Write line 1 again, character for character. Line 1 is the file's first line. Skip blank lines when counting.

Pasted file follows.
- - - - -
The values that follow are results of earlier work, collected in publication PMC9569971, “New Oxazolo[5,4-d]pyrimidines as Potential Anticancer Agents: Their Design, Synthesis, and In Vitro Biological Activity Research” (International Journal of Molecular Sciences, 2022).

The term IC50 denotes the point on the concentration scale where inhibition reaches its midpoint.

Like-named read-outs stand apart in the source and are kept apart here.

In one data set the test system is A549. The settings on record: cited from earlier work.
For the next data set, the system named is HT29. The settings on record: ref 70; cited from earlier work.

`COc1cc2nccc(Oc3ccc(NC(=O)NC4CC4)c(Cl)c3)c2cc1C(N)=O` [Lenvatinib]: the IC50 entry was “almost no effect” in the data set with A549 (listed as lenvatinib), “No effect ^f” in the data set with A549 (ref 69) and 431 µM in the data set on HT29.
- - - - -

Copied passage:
The values that follow are results of earlier work, collected in publication PMC9569971, “New Oxazolo[5,4-d]pyrimidines as Potential Anticancer Agents: Their Design, Synthesis, and In Vitro Biological Activity Research” (International Journal of Molecular Sciences, 2022).